Researchers used 1,756 Landsat images to develop a GIS database of river widths for the entire North American continent. Previously, river widths were estimated based on topographic maps and calculating the river discharge measured at certain points along the watershed. Using software developed in Exelis VIS IDL, hydrologists from the University of North Carolina were able to extract river width calculations using remote sensed data.
Called North American River Width Data Set (NARWidth), the GIS data is available for downloading in shapefile format with by tile or as a bulk download. In order to avoid seasonal variations in river widths, images for each river were selected during a time of that river’s average flow.
The resulting dataset contains attribute data about the river’s width, the number of channels/braids, whether the segment is a river or a reservoir as well as lat/long coordinates. The resulting map of the river width data shows that the widest rivers are found along the Yukon in Alaska, the Mackenzie in Canada’s Northwest Territories, the Hudson in New York, the St. Lawrence along the border of New England and Quebec, and the Mississippi.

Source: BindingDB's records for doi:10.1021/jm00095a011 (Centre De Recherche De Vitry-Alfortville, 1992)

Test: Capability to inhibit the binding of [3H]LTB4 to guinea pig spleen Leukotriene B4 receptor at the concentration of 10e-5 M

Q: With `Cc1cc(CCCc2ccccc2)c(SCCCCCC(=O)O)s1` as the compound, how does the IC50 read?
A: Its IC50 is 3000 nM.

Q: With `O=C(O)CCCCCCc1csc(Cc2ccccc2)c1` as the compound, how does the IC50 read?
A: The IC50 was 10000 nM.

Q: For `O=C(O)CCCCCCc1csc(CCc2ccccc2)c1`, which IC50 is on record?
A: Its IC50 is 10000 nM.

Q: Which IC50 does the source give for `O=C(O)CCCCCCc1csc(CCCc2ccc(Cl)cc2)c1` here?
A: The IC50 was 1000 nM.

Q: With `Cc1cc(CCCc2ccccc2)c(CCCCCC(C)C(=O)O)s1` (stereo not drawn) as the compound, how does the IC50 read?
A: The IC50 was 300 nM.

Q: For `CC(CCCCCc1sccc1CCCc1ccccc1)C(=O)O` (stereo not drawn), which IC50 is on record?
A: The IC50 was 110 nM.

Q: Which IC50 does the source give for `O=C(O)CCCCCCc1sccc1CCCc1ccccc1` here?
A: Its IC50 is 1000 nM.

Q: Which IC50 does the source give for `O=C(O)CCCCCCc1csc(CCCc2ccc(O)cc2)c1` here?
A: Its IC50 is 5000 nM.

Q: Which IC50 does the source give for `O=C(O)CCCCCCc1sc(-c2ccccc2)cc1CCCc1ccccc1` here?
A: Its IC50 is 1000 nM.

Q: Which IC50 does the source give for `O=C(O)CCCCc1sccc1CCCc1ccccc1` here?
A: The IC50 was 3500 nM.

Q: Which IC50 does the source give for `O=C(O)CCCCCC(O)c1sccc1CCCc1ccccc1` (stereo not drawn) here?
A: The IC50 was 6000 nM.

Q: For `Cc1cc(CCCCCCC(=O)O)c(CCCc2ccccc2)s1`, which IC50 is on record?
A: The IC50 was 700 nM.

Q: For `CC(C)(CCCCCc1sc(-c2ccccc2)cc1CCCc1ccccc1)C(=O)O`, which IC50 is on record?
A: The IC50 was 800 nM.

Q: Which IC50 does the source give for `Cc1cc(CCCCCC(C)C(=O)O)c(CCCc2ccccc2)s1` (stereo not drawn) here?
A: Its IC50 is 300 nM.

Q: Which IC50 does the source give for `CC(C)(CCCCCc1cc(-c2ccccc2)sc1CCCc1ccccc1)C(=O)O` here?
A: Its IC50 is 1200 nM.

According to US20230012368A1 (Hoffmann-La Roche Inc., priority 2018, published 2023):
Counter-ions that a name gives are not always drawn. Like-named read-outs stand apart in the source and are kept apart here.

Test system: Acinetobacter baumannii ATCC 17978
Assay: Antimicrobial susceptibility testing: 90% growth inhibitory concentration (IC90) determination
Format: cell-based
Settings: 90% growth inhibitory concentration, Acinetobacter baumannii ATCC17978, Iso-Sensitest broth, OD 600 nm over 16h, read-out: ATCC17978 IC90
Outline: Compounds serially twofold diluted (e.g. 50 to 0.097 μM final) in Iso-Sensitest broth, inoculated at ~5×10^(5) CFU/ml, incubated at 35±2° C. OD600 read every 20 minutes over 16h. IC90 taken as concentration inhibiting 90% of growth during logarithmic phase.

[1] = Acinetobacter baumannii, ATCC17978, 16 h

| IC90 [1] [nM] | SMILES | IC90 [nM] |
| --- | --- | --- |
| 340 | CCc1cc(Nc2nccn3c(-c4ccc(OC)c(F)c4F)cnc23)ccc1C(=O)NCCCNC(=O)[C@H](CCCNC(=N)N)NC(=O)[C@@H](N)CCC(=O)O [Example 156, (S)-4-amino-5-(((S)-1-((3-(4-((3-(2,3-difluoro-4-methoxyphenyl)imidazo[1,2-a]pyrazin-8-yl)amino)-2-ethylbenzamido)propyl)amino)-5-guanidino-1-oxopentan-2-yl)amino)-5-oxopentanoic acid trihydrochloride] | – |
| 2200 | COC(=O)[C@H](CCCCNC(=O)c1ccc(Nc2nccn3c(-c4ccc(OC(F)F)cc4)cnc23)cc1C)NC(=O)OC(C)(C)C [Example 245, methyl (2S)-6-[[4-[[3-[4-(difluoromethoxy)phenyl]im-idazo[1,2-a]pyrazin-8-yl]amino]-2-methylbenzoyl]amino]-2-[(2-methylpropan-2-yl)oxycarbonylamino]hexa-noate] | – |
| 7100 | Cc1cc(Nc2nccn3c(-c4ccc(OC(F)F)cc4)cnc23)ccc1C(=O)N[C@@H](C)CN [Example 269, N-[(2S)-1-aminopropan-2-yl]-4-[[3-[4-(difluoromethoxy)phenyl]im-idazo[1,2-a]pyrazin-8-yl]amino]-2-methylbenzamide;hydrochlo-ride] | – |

The availability of a more accurate river width database will allow for the analyses of flood hazards, studies of ecological diversity, and estimates of the volume of greenhouse gases released by rivers and reservoirs due to bacterial activity.
Allen, G. H., Pavelsky T.M., (2015), Patterns of river width and surface area newly revealed by the satellite-derived North American River Width data set. Geophysical Research Letters. doi: 10.1002/2014GL062764
Pavelsky, T.M. and L. C. Smith , RivWidth: A Software Tool for the Calculation of River Widths from Remotely Sensed Imagery, IEEE Geoscience and Remote Sensing Letters, v. 5 no. 1, January 2008.